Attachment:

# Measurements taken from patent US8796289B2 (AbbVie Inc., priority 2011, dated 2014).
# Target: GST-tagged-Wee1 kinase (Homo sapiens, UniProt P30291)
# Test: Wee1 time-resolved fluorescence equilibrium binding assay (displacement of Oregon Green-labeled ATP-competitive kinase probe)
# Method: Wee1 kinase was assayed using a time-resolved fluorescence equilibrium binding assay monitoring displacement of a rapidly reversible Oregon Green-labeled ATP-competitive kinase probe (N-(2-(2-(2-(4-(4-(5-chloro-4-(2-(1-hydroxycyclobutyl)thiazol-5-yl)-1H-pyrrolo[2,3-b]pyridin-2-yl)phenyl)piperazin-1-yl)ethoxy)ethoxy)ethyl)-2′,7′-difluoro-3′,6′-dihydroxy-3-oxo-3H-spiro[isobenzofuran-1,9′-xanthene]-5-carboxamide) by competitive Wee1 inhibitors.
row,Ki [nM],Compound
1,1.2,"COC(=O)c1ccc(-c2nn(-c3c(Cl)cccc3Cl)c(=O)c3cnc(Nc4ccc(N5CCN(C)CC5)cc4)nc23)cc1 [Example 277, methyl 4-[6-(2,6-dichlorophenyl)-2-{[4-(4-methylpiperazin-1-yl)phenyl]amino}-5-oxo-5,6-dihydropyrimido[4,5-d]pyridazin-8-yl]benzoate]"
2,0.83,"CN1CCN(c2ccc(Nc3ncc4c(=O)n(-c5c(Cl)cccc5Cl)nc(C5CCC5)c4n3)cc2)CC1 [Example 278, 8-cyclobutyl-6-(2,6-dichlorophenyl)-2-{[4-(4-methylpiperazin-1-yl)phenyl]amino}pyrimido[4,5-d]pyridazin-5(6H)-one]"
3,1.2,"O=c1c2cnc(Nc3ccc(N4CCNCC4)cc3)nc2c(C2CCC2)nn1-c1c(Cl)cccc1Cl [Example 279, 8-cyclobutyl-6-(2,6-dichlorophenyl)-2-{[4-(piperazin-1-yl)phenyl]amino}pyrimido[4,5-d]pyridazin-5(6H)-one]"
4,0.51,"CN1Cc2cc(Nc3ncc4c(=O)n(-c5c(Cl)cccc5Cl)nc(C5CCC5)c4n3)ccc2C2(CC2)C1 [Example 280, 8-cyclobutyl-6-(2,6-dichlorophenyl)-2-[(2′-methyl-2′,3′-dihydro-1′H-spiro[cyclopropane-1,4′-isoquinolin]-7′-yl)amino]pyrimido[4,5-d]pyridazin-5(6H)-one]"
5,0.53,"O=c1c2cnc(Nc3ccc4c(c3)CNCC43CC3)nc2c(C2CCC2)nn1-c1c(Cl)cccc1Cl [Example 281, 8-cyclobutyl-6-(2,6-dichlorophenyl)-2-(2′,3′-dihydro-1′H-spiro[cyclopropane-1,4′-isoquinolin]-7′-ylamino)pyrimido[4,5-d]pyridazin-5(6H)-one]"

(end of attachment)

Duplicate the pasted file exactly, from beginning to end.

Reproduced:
# Measurements taken from patent US8796289B2 (AbbVie Inc., priority 2011, dated 2014).
# Target: GST-tagged-Wee1 kinase (Homo sapiens, UniProt P30291)
# Test: Wee1 time-resolved fluorescence equilibrium binding assay (displacement of Oregon Green-labeled ATP-competitive kinase probe)
# Method: Wee1 kinase was assayed using a time-resolved fluorescence equilibrium binding assay monitoring displacement of a rapidly reversible Oregon Green-labeled ATP-competitive kinase probe (N-(2-(2-(2-(4-(4-(5-chloro-4-(2-(1-hydroxycyclobutyl)thiazol-5-yl)-1H-pyrrolo[2,3-b]pyridin-2-yl)phenyl)piperazin-1-yl)ethoxy)ethoxy)ethyl)-2′,7′-difluoro-3′,6′-dihydroxy-3-oxo-3H-spiro[isobenzofuran-1,9′-xanthene]-5-carboxamide) by competitive Wee1 inhibitors.
row,Ki [nM],Compound
1,1.2,"COC(=O)c1ccc(-c2nn(-c3c(Cl)cccc3Cl)c(=O)c3cnc(Nc4ccc(N5CCN(C)CC5)cc4)nc23)cc1 [Example 277, methyl 4-[6-(2,6-dichlorophenyl)-2-{[4-(4-methylpiperazin-1-yl)phenyl]amino}-5-oxo-5,6-dihydropyrimido[4,5-d]pyridazin-8-yl]benzoate]"
2,0.83,"CN1CCN(c2ccc(Nc3ncc4c(=O)n(-c5c(Cl)cccc5Cl)nc(C5CCC5)c4n3)cc2)CC1 [Example 278, 8-cyclobutyl-6-(2,6-dichlorophenyl)-2-{[4-(4-methylpiperazin-1-yl)phenyl]amino}pyrimido[4,5-d]pyridazin-5(6H)-one]"
3,1.2,"O=c1c2cnc(Nc3ccc(N4CCNCC4)cc3)nc2c(C2CCC2)nn1-c1c(Cl)cccc1Cl [Example 279, 8-cyclobutyl-6-(2,6-dichlorophenyl)-2-{[4-(piperazin-1-yl)phenyl]amino}pyrimido[4,5-d]pyridazin-5(6H)-one]"
4,0.51,"CN1Cc2cc(Nc3ncc4c(=O)n(-c5c(Cl)cccc5Cl)nc(C5CCC5)c4n3)ccc2C2(CC2)C1 [Example 280, 8-cyclobutyl-6-(2,6-dichlorophenyl)-2-[(2′-methyl-2′,3′-dihydro-1′H-spiro[cyclopropane-1,4′-isoquinolin]-7′-yl)amino]pyrimido[4,5-d]pyridazin-5(6H)-one]"
5,0.53,"O=c1c2cnc(Nc3ccc4c(c3)CNCC43CC3)nc2c(C2CCC2)nn1-c1c(Cl)cccc1Cl [Example 281, 8-cyclobutyl-6-(2,6-dichlorophenyl)-2-(2′,3′-dihydro-1′H-spiro[cyclopropane-1,4′-isoquinolin]-7′-ylamino)pyrimido[4,5-d]pyridazin-5(6H)-one]"